Between the Lines
On freedom of speech in an age free of accountability.
February 15, 2018
Keeping Our Internet Ecosystem Green
Social media is a way of life for us in this day and age. Most teens have various social media accounts. Platforms like Twitter and YouTube are frequented by millions. Internet stars have developed on these platforms, gathering followers, fame, fortune, and influence on young people’s lives. It’s time the content they post is evaluated and properly regulated.
Recently, many platforms have faced problems with censorship, particularly YouTube. The platform’s biggest star, PewDiePie, was attacked for posting anti-Semitic jokes and Nazi imagery. Later came the discovery of channels dedicated to videos featuring exploited children in revealing clothing, which had managed to dodge YouTube’s child safety guidelines. Most recently, vlogger Logan Paul faced backlash after posting a video in which he filmed the body of a suicide victim in Japan.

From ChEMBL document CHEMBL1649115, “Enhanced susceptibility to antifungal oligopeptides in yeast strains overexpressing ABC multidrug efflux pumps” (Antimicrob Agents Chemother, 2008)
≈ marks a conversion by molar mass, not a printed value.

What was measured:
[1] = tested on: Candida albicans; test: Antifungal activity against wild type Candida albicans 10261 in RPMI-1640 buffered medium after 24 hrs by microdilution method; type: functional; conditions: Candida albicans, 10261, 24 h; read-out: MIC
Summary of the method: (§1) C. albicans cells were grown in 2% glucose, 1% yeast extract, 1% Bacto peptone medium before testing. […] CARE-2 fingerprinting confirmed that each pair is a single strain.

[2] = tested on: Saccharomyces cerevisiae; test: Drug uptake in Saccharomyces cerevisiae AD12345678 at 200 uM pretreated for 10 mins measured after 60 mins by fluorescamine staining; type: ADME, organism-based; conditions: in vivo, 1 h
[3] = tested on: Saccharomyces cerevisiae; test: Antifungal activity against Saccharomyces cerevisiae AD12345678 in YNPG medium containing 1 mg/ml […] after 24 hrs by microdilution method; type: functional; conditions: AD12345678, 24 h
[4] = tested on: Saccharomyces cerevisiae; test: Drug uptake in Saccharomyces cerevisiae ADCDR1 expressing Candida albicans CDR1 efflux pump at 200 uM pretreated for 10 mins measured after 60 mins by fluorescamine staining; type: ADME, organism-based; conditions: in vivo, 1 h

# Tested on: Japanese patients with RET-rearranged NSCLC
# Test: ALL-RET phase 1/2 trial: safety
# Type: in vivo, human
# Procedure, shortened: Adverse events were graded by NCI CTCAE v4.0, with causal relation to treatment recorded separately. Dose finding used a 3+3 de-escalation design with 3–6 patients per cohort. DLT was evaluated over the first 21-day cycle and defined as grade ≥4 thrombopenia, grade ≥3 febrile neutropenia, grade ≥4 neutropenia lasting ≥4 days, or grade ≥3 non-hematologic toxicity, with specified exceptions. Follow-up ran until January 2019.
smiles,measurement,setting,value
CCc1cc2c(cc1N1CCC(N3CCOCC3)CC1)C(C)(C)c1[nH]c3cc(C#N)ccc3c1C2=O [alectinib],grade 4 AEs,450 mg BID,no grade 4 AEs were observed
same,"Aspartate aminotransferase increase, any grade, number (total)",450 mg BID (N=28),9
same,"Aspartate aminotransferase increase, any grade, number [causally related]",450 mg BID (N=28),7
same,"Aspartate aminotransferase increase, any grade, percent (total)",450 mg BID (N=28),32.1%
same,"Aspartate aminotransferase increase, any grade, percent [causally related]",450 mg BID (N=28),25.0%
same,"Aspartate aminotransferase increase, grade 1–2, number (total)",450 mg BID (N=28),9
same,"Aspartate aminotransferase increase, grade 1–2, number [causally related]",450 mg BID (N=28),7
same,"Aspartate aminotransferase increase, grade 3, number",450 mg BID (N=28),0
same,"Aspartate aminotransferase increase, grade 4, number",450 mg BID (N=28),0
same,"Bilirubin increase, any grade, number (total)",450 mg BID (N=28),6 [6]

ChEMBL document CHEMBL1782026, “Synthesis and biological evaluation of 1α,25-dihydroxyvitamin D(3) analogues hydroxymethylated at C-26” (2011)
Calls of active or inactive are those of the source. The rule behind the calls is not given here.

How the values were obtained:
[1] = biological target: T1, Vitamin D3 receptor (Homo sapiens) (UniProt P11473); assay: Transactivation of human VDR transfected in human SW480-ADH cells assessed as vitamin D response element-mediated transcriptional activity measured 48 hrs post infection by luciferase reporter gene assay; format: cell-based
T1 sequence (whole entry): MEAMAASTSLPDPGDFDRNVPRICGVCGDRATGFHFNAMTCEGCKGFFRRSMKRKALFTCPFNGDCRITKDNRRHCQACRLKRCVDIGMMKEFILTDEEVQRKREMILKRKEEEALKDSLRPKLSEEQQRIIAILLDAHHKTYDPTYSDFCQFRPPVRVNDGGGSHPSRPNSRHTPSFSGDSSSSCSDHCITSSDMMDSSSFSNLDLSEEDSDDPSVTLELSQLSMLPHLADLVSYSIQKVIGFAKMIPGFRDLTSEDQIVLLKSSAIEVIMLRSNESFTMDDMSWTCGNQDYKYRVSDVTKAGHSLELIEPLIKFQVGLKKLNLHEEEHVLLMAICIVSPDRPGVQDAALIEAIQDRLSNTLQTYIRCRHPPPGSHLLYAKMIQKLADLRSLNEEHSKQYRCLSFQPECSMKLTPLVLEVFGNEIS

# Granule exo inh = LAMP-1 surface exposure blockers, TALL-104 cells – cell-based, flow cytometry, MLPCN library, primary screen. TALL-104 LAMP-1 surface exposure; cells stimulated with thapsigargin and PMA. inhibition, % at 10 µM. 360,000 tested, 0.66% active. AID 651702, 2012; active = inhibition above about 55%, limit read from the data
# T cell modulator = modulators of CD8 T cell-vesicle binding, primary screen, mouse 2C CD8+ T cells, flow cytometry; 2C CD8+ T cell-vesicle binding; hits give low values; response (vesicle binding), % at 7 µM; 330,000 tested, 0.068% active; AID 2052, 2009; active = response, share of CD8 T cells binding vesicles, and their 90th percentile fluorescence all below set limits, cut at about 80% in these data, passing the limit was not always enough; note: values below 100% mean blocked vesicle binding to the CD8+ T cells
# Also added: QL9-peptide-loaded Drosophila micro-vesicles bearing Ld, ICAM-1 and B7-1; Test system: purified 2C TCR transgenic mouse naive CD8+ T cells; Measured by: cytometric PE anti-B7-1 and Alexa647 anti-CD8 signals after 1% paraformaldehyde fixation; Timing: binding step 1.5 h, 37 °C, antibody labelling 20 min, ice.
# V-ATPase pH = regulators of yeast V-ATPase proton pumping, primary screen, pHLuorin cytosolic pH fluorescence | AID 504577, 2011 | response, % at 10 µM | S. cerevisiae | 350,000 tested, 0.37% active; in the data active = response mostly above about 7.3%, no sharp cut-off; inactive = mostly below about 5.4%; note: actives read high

That this content can be uploaded and seen by millions of viewers is unacceptable, especially since the majority of subscribers to these channels are young people. (Logan Paul’s 15 million subscribers are mainly white females from age 11 onward.) Our society is powered by the Internet. It is our primary source of news, entertainment, and communication. But, as the old saying goes, “you are what you eat.” By this logic, the content that is allowed on the Internet should not be inappropriate, hateful, or insensitive. Society is conditioned by what is promoted online. An onslaught of harmful media will affect our younger generations, desensitize us to hate, and promote a world of indifference. In other forms of media, regulations are already in place to prevent this. The Federal Communications Commission has a policy prohibiting profanity on public television. Anti-Semitic and racist content could never be aired on television, so there is no reason it should be posted online.